DB: Exactly…expression, it builds the mood, and basically puts more emphasis on the idea. Whatever the idea may be.
LM: So landscape for you means something considerably different for you than, let’s say, the usual tourism photos of serene beaches and scenes of downtown Nassau, right?
DB: Yes. I like the solitude. You don’t have a lot of people around, distracting you from doing…or creating what you’re trying to do. I find it’s best that I take pictures when no one is around because it actually helps make a better photo. A lot of people comment that they have never seen places like this before, and that’s the kind of reaction that I want. I don’t want the picture to be something you see every day, like downtown. Well, unless I do want it to. Certain ideas require different spaces.
LM: But most of them you need solitude.
LM: What are these ideas?
DB: Okay, for example, Failed Attempts to Fly, is a photo of me ‘attempting’ to fly on the beach. I needed to be on the shore alone in order to keep the focus on me as the subject. That way the picture would be stronger. But if I wanted to go to a populated area for a photo…like ….
LM: Goodman’s Bay.
DB: Like Goodman’s Bay, it would be different. If I wanted that reaction, I would do that, I would engage with people, crowded areas and the public. But for most of the work in this exhibition, it isn't necessary.
LM: So you don’t want the reaction from anybody when you’re in the solitude of nature.
DB: I want the reaction, but not in the present. I want the reaction after I take the photo.
LM: When I think of land, especially regarding the connection you have created between it and your body within your work, I think about ownership, and this history of colonisation of both land and the Black body. How do you think your process reclaims both of these things? Because I do find your photos as a sort of reclamation in a way.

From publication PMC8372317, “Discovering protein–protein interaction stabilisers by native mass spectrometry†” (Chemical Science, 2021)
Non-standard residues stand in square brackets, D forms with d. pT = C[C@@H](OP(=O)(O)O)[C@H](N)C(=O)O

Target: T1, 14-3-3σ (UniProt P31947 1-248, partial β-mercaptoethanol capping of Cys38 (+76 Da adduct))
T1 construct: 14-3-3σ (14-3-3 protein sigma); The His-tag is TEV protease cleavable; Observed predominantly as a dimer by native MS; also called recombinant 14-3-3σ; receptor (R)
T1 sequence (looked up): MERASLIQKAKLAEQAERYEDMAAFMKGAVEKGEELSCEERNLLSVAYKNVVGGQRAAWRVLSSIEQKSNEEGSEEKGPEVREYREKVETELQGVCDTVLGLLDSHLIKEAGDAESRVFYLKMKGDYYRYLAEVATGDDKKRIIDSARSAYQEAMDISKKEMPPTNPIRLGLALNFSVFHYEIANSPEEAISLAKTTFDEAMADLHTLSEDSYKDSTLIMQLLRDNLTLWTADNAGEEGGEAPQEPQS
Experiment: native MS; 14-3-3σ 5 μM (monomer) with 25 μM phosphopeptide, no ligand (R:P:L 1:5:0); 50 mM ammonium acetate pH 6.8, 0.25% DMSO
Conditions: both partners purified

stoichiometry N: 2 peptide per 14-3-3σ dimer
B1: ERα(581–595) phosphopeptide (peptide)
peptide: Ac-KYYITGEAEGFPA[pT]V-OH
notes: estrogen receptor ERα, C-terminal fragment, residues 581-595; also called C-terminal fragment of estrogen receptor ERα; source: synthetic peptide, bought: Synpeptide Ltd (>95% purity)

DB: That’s actually one of the reasons why I like going in nature. It actually feels free. You know. Living in the south, where I do my photoshoots, a lot of people aren’t on that particular beach. It’s basically just the sea, breeze, and there might be some birds, dogs, or one or two people running on the shore but it’s just nature, nature, nature. And I think that’s where most of my ideas come from; being in solitude. In the natural space you get to see a lot of things in nature that transform into ideas, along with random props like bottles, cans, buckets and tires, you know how people dump their trash.
LM: Yes, you use them a lot in your photos, especially in Media Intoxication.
DB: And most of them are on the spot and untouched photos; I really don’t have to stage anything. And then, viewers comment “how you get that on the beach”? Well, it was always on the beach, I just highlighted and played with it. It’s just now a part of my scene. I feel like everywhere I shoot I have ownership of the place because it’s now my setting and I can do whatever I want to it and have control over the environment. I have the freedom to.